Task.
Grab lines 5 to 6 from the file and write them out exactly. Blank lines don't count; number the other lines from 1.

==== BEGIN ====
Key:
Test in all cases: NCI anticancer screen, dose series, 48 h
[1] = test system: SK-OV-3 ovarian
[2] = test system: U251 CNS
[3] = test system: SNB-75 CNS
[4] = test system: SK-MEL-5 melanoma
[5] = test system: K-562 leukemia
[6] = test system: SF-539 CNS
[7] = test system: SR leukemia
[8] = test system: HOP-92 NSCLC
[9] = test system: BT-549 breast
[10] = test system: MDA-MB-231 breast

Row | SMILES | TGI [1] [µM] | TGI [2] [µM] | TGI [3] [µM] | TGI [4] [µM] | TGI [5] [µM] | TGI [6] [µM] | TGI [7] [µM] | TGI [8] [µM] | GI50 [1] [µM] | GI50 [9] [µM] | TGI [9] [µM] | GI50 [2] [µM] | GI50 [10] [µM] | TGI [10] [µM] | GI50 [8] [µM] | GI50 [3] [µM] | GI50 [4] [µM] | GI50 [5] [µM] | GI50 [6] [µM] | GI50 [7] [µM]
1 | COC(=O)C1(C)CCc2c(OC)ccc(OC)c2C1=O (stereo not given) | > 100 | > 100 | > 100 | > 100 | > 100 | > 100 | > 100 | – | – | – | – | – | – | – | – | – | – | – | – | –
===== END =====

[3] = test system: SNB-75 CNS
[4] = test system: SK-MEL-5 melanoma